Meet Suzka Collins, author of “Wonders in Dementialand”

BK-Dementialand-COVERBy Suzka Collins

Ah… the wonders I found living with my mother in Dementialand. It all started almost minutes after she was diagnosed with progressive dementia. The cause was meningitis encephalitis. There seemed to be no choice at the time. I had to leave my bohemian life in the art world in California to return to a Chicago suburb where my mom was living. I am a painter. This had all the markings of a disaster. Continue reading

Meet Emily Page, author of “Fractured Memories”

Book cover 1By Emily Page

Writing about dementia came about fairly slowly and organically. I’m an artist, so when my dad was diagnosed with frontotemporal dementia at the age of 65, my natural inclination was to start doing paintings about our journey as a sort of self-prescribed art therapy. I used an elephant as both a symbol for and a talisman against dementia, because “an elephant never forgets.” As I created paintings, I posted them on social media with an explanation of their meaning, and people really responded to them. At the insistence of a friend, I started a blog to help Continue reading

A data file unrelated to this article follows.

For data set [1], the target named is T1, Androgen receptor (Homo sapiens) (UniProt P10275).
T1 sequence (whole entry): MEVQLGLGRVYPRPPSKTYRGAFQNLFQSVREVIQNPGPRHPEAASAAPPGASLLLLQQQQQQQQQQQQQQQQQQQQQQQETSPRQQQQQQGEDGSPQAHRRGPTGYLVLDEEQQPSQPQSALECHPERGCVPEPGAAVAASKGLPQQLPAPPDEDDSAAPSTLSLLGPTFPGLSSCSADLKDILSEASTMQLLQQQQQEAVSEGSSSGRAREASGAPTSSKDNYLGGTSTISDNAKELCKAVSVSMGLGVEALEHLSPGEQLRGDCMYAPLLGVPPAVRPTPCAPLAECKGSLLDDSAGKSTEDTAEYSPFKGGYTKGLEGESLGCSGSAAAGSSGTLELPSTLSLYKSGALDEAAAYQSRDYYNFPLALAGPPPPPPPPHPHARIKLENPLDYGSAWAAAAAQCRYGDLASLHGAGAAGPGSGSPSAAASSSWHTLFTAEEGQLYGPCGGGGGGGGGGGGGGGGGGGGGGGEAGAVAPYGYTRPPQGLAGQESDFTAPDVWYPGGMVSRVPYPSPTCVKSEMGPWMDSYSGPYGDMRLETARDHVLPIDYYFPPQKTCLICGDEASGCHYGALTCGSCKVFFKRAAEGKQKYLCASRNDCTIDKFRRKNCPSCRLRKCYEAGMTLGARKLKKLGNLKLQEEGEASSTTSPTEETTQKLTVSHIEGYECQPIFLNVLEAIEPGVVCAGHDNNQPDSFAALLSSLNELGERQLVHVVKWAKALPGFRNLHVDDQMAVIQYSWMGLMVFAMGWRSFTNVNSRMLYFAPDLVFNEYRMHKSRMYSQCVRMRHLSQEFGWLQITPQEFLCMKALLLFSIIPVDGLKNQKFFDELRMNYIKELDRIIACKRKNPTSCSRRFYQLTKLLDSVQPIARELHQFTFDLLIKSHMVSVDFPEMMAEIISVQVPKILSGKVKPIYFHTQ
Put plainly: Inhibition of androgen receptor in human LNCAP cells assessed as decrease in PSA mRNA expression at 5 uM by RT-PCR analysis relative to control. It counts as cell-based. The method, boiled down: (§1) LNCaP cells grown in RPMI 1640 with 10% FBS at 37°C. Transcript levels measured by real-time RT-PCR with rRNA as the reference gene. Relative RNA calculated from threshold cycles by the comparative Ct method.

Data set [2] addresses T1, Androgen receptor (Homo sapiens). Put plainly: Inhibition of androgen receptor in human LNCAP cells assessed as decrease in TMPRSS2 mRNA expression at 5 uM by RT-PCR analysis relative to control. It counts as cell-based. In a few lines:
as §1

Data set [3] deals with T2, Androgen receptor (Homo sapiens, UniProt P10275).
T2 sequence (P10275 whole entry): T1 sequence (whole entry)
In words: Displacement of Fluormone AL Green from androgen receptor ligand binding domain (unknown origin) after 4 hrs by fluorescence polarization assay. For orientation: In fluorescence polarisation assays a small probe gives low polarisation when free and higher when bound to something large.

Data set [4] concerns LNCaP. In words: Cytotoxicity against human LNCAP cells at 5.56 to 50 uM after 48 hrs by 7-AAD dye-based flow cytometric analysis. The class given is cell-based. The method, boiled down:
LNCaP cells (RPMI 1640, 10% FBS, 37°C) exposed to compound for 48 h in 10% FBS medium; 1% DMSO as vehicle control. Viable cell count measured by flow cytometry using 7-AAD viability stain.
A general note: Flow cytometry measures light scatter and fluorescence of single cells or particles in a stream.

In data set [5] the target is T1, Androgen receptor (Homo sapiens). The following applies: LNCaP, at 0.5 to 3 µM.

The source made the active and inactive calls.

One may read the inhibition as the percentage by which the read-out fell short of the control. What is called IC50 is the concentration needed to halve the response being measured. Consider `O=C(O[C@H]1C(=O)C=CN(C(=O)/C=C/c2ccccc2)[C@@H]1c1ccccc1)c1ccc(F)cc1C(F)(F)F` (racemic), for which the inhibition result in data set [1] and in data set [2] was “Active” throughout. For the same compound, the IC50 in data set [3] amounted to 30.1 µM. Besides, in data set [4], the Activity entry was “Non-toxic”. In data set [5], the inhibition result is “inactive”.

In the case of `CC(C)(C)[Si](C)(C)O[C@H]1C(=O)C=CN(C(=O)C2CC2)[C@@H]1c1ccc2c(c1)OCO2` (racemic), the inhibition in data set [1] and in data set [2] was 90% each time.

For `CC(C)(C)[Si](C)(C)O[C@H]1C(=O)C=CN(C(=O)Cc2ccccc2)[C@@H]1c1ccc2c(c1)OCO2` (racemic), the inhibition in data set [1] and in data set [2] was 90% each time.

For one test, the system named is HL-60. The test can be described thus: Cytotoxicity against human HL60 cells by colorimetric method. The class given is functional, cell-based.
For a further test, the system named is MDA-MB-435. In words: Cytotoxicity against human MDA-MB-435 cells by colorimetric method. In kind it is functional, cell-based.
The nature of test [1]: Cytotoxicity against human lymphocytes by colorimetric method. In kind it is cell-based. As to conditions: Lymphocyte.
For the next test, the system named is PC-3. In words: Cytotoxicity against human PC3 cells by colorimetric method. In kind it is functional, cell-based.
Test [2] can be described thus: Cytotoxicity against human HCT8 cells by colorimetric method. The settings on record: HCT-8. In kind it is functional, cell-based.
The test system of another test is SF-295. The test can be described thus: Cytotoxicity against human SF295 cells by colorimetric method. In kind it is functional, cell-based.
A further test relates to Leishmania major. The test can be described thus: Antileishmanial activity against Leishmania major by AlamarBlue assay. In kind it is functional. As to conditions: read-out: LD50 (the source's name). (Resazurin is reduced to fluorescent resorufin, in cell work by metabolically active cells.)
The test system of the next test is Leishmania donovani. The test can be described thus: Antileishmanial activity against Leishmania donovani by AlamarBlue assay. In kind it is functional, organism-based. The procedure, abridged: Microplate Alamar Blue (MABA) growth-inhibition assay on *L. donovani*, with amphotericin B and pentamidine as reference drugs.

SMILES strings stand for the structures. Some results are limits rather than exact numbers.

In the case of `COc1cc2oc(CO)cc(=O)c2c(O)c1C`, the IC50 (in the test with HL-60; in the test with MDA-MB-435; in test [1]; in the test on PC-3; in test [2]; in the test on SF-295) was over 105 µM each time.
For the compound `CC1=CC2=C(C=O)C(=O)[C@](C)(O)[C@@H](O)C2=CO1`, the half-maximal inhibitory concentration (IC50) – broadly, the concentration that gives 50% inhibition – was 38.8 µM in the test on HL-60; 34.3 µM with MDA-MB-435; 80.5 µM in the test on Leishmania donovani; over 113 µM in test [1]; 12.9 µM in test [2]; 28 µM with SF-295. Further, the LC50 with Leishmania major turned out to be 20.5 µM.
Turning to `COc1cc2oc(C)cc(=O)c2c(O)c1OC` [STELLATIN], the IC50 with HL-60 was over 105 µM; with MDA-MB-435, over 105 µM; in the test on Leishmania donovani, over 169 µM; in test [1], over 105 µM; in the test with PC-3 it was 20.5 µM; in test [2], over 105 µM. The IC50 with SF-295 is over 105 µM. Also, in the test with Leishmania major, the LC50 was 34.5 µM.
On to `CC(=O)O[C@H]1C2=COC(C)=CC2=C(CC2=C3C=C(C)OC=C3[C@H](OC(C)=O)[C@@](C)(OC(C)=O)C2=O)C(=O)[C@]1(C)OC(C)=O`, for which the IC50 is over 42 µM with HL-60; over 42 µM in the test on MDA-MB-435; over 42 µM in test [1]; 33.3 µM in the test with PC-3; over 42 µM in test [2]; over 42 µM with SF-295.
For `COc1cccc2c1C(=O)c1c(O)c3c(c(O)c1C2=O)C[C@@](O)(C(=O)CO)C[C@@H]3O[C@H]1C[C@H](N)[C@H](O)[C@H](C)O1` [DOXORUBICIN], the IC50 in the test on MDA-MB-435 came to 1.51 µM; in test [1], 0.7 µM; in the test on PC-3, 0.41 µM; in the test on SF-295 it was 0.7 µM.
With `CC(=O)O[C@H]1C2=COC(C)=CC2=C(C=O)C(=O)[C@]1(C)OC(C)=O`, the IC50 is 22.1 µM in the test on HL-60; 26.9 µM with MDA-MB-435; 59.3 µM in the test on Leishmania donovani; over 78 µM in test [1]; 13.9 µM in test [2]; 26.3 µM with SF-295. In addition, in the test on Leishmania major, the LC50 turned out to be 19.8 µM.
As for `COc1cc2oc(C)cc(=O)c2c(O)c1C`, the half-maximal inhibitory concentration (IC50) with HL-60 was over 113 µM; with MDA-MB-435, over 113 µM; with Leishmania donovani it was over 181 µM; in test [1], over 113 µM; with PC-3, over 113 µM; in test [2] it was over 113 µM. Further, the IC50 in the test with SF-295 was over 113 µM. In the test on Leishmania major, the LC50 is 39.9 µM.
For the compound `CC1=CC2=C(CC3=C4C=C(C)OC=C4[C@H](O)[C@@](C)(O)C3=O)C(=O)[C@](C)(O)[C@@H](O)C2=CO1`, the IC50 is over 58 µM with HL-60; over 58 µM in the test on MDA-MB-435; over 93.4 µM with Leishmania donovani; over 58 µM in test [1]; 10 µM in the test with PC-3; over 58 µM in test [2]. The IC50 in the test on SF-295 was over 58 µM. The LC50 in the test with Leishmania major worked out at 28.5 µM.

Meet Ann Hedreen, author of “Her Beautiful Brain”

HBBfinalcoverBy Ann Hedreen

Without quite knowing it at the time, I began working on Her Beautiful Brain in 2004, when my husband and I made an award-winning documentary film about my mother called Quick Brown Fox: an Alzheimer’s Story, which has had a long life on PBS stations and remains in distribution through Women Make Movies, Amazon and other sites. Making Quick Brown Fox made me realize there was so much more of my mom’s story to tell than our film could contain. I also began to understand that, while I love filmmaking (which is what I do for a living), I have been a writer since I could hold a pencil and I longed to write much more than I was then writing as a filmmaker and occasional journalist. Continue reading

Welcome Peggy Bushy, author of Lewy, Mom, and Me

 

Lewy, Mom and Me CoverBy Peggy Bushy

When Lewy Body Dementia entered my home, the world as I knew it began to shift, and I found myself in a constant state of confusion. My sweet mother, who lived in our home, was hallucinating, her stories and behavior were becoming more and more bizarre, and I had no idea why – neither did any of the doctors I consulted. Lost and alone, I could feel myself becoming a little more unglued with every passing day while I watched the family rules fly out the window one by one. “Wait! I depend on those family rules.” They may not be the same as the neighbor’s rules but they’re mine, they’ve been mine forever, and I’m comfortable with them.

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